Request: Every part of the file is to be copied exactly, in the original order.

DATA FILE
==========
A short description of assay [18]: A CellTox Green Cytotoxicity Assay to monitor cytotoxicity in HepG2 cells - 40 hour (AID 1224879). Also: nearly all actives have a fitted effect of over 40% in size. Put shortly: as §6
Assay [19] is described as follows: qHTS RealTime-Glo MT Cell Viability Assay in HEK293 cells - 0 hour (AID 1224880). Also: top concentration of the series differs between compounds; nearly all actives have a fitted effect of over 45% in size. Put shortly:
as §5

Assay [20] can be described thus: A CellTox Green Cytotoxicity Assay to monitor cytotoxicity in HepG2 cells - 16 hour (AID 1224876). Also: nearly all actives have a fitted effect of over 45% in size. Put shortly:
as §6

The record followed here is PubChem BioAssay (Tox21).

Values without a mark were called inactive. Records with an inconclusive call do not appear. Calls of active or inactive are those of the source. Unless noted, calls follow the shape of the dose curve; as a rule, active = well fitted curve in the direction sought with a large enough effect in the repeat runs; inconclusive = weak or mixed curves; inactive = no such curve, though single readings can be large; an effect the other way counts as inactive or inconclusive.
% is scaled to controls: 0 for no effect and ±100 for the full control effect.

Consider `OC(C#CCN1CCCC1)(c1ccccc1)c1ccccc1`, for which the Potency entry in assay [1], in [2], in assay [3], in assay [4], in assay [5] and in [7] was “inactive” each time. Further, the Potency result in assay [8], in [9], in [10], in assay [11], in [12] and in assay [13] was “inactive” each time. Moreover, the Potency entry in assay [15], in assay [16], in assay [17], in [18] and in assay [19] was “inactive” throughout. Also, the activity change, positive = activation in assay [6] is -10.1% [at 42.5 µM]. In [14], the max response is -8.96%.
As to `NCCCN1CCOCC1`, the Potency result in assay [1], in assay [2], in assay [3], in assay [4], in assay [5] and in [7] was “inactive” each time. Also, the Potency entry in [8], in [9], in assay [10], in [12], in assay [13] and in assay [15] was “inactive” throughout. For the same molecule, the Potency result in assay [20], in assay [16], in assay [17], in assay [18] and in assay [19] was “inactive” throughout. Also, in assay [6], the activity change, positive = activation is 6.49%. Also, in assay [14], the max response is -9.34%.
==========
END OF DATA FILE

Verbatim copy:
A short description of assay [18]: A CellTox Green Cytotoxicity Assay to monitor cytotoxicity in HepG2 cells - 40 hour (AID 1224879). Also: nearly all actives have a fitted effect of over 40% in size. Put shortly: as §6
Assay [19] is described as follows: qHTS RealTime-Glo MT Cell Viability Assay in HEK293 cells - 0 hour (AID 1224880). Also: top concentration of the series differs between compounds; nearly all actives have a fitted effect of over 45% in size. Put shortly:
as §5

Assay [20] can be described thus: A CellTox Green Cytotoxicity Assay to monitor cytotoxicity in HepG2 cells - 16 hour (AID 1224876). Also: nearly all actives have a fitted effect of over 45% in size. Put shortly:
as §6

The record followed here is PubChem BioAssay (Tox21).

Values without a mark were called inactive. Records with an inconclusive call do not appear. Calls of active or inactive are those of the source. Unless noted, calls follow the shape of the dose curve; as a rule, active = well fitted curve in the direction sought with a large enough effect in the repeat runs; inconclusive = weak or mixed curves; inactive = no such curve, though single readings can be large; an effect the other way counts as inactive or inconclusive.
% is scaled to controls: 0 for no effect and ±100 for the full control effect.

Consider `OC(C#CCN1CCCC1)(c1ccccc1)c1ccccc1`, for which the Potency entry in assay [1], in [2], in assay [3], in assay [4], in assay [5] and in [7] was “inactive” each time. Further, the Potency result in assay [8], in [9], in [10], in assay [11], in [12] and in assay [13] was “inactive” each time. Moreover, the Potency entry in assay [15], in assay [16], in assay [17], in [18] and in assay [19] was “inactive” throughout. Also, the activity change, positive = activation in assay [6] is -10.1% [at 42.5 µM]. In [14], the max response is -8.96%.
As to `NCCCN1CCOCC1`, the Potency result in assay [1], in assay [2], in assay [3], in assay [4], in assay [5] and in [7] was “inactive” each time. Also, the Potency entry in [8], in [9], in assay [10], in [12], in assay [13] and in assay [15] was “inactive” throughout. For the same molecule, the Potency result in assay [20], in assay [16], in assay [17], in assay [18] and in assay [19] was “inactive” throughout. Also, in assay [6], the activity change, positive = activation is 6.49%. Also, in assay [14], the max response is -9.34%.